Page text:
BY DAVID HINCKLEY / NEW YORK DAILY NEWS
Thursday, April 5, 2012, 3:11 PM
Gil Noble, host of “Like It Is,” died at age 80.
Gil Noble, who became one of the city’s most revered black media voices for seeking the truth even when it was hard to find and hard to hear, died Thursday at the age of 80.
He had suffered a debilitating stroke last summer that forced him to leave “Like It Is,” the weekly public affairs program he had hosted on WABC-TV since 1967.
Over nearly five decades he became an admired colleague, an iconic community voice and an uncompromising survivor.
News director Bob Slade of WRKS (98.7 FM) noted that “Like It Is” was the last regular public affairs show in local mainstream media with a focus on black affairs, politics, music and culture.
“Like It Is” featured Noble’s commentary, analysis and interviews with thousands of guests, from the late Kwame Ture, Dr. Martin Luther King and civil rights pioneer Fannie Lou Hamer to entertainers like Lena Horne and Bill Cosby.
“Gil Noble’s life and work had a profound effect on our society and culture,” said WABC-TV President and General Manager Dave Davis. “His contributions are a part of history and will be remembered for years to come. Today, our hearts are with Gil’s family – his wife Jean and their five children – and we thank them for so lovingly sharing him with the world all these years.”
He won four Emmy Awards for “Like It Is” and other WABC-TV projects, which included documentaries and specials on subjects from Paul Robeson to the inside world of heroin addiction.
Ironically, he never interviewed the man he called his greatest influence, Malcolm X.
In his 1981 memoir, “Black is the Color of My TV Tube,” Noble wrote that Malcolm X “taught me the cold, brutal facts of the Black existence in this country. He told me who I am, and I have kept that knowledge with me ever since, even as I walk down the corridors of ABC wearing a smile.”
“The African community has lost one of its most humble, most noble and brightest stars,” said Bernard White, a friend and former program director of WBAI (99.5 FM). “I see his passing as the end of an important era of black progressive, uncompromising electronic journalism.”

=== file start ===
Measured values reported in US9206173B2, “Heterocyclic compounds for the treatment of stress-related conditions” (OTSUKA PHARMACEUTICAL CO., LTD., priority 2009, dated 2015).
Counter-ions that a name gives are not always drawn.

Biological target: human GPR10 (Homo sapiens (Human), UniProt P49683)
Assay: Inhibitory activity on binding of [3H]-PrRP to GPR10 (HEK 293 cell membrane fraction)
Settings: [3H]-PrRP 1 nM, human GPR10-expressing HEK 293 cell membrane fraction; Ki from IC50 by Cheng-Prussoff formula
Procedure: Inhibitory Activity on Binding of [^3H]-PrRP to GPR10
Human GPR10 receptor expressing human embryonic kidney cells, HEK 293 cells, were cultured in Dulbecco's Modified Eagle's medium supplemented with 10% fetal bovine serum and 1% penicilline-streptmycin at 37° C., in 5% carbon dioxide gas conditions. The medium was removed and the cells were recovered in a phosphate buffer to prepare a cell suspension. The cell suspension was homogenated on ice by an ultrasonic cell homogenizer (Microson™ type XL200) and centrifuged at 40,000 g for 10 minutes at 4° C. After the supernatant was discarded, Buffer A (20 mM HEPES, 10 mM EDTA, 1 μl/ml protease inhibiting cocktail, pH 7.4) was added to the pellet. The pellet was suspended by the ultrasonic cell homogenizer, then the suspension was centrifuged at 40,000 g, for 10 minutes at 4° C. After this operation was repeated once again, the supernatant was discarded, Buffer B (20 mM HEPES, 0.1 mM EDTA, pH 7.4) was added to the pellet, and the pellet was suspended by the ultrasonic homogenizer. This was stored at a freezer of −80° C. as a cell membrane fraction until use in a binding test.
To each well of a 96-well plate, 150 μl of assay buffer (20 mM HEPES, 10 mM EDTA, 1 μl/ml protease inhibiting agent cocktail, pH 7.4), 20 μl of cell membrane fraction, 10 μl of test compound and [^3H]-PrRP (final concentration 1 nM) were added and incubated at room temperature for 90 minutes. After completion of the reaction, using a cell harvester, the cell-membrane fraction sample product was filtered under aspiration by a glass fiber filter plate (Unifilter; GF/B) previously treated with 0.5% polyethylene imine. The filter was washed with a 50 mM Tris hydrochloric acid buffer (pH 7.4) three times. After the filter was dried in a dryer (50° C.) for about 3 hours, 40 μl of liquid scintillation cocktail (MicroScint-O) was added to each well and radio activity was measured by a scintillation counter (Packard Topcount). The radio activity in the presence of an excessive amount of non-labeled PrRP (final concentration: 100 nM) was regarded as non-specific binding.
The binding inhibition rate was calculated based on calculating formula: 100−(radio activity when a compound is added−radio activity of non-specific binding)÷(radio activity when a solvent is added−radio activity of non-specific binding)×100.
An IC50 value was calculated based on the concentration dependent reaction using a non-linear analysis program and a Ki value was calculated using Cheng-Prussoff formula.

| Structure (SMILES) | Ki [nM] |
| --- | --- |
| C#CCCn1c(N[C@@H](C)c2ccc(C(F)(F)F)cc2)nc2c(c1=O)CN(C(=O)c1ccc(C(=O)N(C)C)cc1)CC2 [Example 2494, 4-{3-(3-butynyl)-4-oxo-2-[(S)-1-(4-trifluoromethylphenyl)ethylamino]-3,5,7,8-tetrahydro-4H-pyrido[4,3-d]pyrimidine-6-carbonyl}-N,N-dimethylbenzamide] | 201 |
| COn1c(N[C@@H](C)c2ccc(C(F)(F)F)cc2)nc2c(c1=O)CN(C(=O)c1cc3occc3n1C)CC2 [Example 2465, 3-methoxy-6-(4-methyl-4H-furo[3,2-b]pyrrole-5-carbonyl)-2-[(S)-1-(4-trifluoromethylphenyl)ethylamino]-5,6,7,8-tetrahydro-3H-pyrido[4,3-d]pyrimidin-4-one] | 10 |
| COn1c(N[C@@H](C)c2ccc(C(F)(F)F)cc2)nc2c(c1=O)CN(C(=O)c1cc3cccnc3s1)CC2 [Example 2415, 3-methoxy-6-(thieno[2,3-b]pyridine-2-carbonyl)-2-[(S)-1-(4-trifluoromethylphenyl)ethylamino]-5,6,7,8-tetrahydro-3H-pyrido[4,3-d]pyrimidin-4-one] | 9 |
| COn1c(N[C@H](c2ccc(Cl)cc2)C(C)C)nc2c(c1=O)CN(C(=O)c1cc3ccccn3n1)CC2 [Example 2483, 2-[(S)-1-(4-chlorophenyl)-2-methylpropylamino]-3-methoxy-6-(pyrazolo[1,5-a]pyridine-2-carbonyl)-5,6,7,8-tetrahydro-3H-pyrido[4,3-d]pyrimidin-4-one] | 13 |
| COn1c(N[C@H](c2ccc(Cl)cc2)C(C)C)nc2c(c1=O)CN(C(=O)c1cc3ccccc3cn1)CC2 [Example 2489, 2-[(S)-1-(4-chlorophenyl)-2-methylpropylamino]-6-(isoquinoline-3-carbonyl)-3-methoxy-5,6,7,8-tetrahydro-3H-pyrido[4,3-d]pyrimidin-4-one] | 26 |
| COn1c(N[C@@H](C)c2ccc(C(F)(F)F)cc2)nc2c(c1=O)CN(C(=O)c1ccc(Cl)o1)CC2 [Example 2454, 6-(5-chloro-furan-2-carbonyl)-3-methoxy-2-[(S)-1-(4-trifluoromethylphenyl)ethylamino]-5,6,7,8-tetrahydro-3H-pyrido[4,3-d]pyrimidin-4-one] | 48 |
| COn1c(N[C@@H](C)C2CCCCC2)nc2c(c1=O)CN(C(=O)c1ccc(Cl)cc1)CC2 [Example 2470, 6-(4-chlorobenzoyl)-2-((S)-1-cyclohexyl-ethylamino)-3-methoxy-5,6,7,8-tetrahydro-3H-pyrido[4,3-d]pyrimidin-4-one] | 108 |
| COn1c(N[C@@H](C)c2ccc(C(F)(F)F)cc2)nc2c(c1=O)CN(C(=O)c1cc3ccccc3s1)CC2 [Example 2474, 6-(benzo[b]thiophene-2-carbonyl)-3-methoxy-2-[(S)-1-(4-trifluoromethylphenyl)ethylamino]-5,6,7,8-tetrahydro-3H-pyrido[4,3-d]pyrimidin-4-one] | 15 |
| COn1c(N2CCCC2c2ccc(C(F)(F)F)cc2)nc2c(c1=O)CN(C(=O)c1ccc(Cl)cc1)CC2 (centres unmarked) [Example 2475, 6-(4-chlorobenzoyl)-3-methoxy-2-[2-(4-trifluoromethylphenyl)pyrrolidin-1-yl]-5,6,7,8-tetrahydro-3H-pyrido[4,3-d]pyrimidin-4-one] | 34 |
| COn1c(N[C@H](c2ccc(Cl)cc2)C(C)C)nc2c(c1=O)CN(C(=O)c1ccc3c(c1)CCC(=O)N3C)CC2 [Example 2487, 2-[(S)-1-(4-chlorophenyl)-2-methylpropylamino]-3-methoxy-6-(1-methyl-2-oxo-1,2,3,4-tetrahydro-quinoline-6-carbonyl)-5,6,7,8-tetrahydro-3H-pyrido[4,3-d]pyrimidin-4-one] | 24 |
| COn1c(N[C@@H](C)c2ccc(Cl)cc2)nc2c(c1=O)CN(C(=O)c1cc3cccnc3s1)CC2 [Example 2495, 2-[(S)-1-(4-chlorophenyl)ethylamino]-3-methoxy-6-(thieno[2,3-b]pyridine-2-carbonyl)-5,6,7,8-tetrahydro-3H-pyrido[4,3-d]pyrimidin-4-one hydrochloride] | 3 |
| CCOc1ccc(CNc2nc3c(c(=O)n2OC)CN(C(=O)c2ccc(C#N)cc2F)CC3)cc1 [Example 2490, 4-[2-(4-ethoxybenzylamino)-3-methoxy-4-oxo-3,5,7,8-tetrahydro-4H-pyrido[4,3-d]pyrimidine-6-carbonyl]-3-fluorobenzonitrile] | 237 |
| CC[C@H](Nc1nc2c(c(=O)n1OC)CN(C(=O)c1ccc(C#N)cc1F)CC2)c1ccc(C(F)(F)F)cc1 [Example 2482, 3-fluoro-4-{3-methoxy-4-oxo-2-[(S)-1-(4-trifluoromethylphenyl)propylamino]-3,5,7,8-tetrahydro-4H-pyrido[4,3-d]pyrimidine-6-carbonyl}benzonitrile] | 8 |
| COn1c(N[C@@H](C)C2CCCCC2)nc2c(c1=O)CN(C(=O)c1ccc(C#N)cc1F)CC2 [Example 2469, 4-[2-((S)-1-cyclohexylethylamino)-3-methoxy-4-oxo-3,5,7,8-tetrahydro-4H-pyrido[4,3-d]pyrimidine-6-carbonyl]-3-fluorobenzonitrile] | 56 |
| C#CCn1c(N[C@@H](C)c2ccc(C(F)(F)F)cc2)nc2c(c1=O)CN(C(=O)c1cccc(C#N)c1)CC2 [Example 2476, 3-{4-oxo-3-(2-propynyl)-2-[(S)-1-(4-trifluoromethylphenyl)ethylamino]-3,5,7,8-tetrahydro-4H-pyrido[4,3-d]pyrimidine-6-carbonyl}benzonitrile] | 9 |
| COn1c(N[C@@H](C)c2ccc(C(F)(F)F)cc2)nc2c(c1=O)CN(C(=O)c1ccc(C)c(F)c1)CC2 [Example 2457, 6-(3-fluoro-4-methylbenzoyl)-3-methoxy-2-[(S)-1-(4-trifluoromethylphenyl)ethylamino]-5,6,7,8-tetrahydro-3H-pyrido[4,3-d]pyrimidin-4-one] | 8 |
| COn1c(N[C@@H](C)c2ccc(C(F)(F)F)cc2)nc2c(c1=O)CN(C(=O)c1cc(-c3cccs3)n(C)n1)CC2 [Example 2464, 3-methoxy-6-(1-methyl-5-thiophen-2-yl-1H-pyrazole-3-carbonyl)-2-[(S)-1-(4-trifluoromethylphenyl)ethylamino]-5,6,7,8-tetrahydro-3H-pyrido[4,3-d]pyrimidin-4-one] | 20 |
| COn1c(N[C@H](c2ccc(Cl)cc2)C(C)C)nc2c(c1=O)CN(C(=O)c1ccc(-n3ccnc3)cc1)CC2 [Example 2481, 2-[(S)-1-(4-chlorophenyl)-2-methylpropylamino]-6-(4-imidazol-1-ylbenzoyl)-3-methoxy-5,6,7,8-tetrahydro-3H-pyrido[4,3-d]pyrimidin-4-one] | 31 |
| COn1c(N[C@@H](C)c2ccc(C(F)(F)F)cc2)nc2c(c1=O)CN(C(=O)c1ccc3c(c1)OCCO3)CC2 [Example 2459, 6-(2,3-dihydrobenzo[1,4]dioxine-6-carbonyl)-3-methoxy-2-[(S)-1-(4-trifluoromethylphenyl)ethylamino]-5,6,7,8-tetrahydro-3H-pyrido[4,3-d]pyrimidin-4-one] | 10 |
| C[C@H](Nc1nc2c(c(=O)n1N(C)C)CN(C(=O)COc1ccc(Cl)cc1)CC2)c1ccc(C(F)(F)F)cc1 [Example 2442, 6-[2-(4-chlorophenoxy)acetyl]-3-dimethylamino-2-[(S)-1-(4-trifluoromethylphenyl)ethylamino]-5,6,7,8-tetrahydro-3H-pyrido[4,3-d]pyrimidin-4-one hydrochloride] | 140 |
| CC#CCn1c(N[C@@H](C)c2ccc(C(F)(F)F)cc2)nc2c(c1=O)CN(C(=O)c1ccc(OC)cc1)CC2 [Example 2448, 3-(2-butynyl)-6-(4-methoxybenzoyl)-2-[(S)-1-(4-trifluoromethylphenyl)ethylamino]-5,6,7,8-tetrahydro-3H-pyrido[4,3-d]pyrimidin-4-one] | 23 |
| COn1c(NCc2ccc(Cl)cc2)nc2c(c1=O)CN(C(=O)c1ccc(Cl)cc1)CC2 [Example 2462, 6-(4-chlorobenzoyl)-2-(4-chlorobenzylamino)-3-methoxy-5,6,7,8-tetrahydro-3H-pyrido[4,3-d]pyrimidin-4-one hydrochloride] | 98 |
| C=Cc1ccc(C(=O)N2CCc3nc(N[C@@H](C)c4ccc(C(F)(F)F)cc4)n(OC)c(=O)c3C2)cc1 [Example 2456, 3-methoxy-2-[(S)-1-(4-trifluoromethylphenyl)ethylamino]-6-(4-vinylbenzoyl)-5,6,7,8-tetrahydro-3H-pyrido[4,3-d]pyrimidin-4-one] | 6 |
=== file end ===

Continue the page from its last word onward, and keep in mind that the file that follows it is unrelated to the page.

“Gil stood tall both literally and figuratively,” said his long-time colleague Bill Ritter, an anchor at WABC-TV. “His work mirrored a strong belief in justice and civil rights, and in the school of thought that journalists should comfort the afflicted and afflict the comfortable. Gil never feared seeking the truth, and, more importantly, he never feared speaking it.”
“I loved Gil,” said WPIX/Ch. 11 anchor and his former coworker Kaity Tong. “Classy and smart as hell. And he was cool. I was a rookie at Channel 7 when I met him, and he never treated me with anything but affection and respect.”
Coworkers recalled him as warm and generous.
“As one of the most well-respected (and tallest) anchors in the business, he could be quite intimidating,” says Rosanna Scotto, a former Ch. 7 co-worker and now anchor of WNYW/Ch. 5’s “Good Day New York.” “I remember one time when I botched a live shot, I expected that he might give me a snide remark. Instead, he smiled at me and gave me advice. I will never forget his kindness.”
They also say he never took his eye off the prize.
“Whether we spoke on the phone or in person,” said Milton Allimadi, who guested several times on “Like It It,” “his first words were always ‘Milton, what’s going to happen to our people? Our people are catching hell here and in Africa.’”
Noble lamented the demise of black history courses, saying no one is equipped for the future without knowing the past.
Born in Harlem of Jamaican heritage, Noble developed an early love of jazz and played it on the piano.
He later would become a board member of the Jazz Foundation of America, often hosting the foundation’s annual “Great Night in Harlem” benefits.
He collected music, as well as literature and African art.
He turned to journalism as a profession in the 1960s and in 1966 was hired as a reporter by radio station WLIB.
He joined WABC in 1967 and by early 1968 had launched “Like It Is.” One of his cohosts was Melba Tolliver.
He contributed to other WABC programs and produced specials and documentaries until 1986, when he moved to “Like It Is” full-time.